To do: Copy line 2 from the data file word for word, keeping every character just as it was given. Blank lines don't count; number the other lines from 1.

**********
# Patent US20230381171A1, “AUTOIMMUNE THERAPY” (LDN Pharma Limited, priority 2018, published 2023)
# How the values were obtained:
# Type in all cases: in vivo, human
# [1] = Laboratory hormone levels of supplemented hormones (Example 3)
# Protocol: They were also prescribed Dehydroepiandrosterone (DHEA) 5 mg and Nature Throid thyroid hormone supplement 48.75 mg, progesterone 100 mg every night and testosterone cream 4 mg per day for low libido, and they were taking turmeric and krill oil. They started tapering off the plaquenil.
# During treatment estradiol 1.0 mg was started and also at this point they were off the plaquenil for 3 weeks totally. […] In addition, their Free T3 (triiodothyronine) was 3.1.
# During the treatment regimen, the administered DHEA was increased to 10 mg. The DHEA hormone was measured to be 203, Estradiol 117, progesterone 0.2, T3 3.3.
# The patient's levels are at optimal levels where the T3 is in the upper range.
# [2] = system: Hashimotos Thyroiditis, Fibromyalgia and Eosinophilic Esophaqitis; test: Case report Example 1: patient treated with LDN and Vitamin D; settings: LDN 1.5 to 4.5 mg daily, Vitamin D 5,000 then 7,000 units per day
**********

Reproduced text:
# How the values were obtained: